This week, the European Union (EU) extended the asset freeze and admission ban to additional individuals for Syria1, Libya2, Belarus3, and Iran4, as well as to new entities in Iran (see attached list). The expansion of the restrictions is the result of the deterioration of conditions in these countries, mainly further harassment of political opposition and, with respect to Iran, circumvention attempts.

The expansion of the Iranian asset freeze is mainly the result of a number of investigations with respect to attempts by Islamic Republic of Iran Shipping Line (IRISL) to circumvent sanctions by using front companies, including in the EU. Also, a number of other Iranian companies, involved in procurement of equipment and components for the Iranian nuclear industry, were listed. This is the first time so many European companies have been subjected to sanctions.

The extension of Syrian sanctions to top Syrian officials is the result of the EU concluding that previous sanctions were ineffective in stemming the regime's crack-down on opposition. If the situation in Syria does not improve, further sanctions will be considered.

The extension of Belarusian sanctions is the result of recent sentences in political trials stemming from last year's presidential elections. A new round of economic sanctions on Belarus, which may include asset freeze on state-owned entities as well as other measures, is also being discussed.

More detailed information regarding the measures implemented, by country, is below.

Iran - The EU extended the existing asset freeze to five individuals, officials from the Atomic Energy Organization of Iran (AEOI) and a substantial number of entities, mainly related to IRISL. Targeted Iran entities are involved in a wide range of industries such as petroleum, banking, shipping, and transportation in addition to nuclear-related. The extension of sanctions to 73 companies related to IRISL confirms the seriousness with which the EU treats restriction of IRISL's circumventing activities. The newly designated entities include:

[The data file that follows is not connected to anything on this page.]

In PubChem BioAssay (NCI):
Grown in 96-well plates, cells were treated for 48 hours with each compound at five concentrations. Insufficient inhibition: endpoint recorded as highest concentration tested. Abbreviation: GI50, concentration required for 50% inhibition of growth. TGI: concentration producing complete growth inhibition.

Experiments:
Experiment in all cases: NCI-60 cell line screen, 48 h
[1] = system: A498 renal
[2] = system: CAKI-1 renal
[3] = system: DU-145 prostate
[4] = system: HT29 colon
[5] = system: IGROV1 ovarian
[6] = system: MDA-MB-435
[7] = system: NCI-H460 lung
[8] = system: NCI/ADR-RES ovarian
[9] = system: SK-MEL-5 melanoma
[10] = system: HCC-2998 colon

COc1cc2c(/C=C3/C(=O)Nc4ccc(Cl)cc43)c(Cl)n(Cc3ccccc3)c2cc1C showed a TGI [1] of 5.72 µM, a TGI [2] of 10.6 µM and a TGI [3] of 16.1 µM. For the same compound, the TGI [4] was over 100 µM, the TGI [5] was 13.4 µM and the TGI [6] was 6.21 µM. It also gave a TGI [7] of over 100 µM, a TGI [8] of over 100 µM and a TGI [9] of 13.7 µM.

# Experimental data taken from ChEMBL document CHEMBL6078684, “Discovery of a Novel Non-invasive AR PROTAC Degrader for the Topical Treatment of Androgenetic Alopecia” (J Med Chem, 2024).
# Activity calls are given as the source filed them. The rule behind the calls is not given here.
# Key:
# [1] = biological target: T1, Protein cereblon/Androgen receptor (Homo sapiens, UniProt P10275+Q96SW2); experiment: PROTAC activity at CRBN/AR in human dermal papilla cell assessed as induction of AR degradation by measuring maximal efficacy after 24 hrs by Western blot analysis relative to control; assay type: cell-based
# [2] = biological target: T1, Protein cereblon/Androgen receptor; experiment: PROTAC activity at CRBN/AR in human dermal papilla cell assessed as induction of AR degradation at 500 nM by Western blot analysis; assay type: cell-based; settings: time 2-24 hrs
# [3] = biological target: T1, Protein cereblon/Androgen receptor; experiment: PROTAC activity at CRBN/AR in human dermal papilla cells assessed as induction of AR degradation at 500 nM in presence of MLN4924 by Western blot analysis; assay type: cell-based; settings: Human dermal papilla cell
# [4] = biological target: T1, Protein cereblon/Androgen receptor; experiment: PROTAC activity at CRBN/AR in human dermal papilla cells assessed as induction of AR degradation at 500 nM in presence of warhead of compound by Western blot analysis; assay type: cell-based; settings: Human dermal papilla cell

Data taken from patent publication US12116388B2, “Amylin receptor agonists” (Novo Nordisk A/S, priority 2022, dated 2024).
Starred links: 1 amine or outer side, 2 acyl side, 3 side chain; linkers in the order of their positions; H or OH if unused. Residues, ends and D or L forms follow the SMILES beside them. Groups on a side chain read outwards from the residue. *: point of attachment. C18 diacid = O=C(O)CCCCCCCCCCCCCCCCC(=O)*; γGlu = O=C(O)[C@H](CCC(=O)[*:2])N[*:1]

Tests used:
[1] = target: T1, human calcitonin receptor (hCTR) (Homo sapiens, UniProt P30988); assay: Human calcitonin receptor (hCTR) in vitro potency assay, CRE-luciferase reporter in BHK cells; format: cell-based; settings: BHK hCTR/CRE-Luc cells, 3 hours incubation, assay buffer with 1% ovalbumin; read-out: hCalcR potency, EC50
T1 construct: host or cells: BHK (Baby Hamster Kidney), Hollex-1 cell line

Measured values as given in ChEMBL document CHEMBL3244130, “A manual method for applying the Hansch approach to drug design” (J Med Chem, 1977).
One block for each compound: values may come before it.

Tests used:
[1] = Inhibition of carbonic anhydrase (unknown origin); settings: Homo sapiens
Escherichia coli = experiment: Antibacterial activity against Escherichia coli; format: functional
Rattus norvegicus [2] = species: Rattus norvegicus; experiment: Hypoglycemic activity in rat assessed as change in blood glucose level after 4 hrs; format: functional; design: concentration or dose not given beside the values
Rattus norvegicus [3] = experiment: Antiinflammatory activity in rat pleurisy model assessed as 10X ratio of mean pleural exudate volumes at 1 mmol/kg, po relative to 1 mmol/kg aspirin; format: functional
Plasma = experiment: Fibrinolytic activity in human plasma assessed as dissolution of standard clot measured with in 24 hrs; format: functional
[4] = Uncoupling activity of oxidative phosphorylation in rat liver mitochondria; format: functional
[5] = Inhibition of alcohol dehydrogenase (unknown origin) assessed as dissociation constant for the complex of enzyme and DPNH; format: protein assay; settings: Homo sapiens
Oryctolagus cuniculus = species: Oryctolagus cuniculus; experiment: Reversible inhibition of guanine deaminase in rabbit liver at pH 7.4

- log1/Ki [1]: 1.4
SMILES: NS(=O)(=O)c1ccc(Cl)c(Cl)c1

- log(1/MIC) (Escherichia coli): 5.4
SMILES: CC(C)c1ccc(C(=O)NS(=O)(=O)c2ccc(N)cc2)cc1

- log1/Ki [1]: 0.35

• A number of Iranian entities involved in procurement of materials and equipment in Iran's nuclear program;
  • Two subsidiaries of the AEOI;
  • A Belarusian bank co-owned by a number of designated Iranian banks;
  • Two Malaysian companies;
  • Two UAE companies involved in procurement of components for Iranian nuclear program;
  • Thirty-seven German entities, either owned or controlled by the IRISIL, other designated persons, or one German-Iranian bank involved in circumventing EU sanctions on financial transactions;
  • Twelve Isle of Man entities, either IRISL subsidiaries, or controlling ship-owning companies in Hong Kong;
  • Nineteen Hong Kong companies, owning ships operated by SAPID (which took over IRISL's bulk business); and
  • Six Maltese companies and a Cypriot company, ultimately controlled by IRISIL.

Syria - The EU has expanded the existing asset freeze and travel ban to additional 10 individuals, mainly high-level Syrian officials (including the Syrian President Bashar Al-Assad and Vice President Faruq Al Shar), as well as two businessmen: Mohamed Hamcho, and Ihab Makhlouf (Vice President of SyriaTel). In addition, the EU suspended all ongoing bilateral programs with Syria (e.g., canceled the signing of the Association Agreement with Syria, suspended funding from the European Neighbourhood and Partnership Instrument and under the Euro-Med partnership) and has asked the European Investment Bank not to approve new financing operations in Syria. If the situation in Syria does not improve, the EU is ready to take further measures.

Libya - The EU has expanded its asset freeze to Afriqiyah Airways (owned by the already sanctioned Libyan-African Investment Portfolio), and its asset freeze and ban on admission to Taher Juwadi, a member of the Quadhafi regime. In addition, official talks on how to use the frozen assets for the benefit of the Libyan population and the opposition have begun within the Council. Belarus - Following recent sentencing of political opponents in trials before Belarusian courts, the EU has extended its asset freeze and visa ban to 13 additional judges, prosecutors, and other public officials in Belarus. The question of extending the sanctions to state-owned entities (as called for by the European Parliament's resolution of 12 May 2001 and pushed by a number of EU Member States) continues to be on the agenda.

For detailed information about the individuals and entities that are targeted, please see the attached list.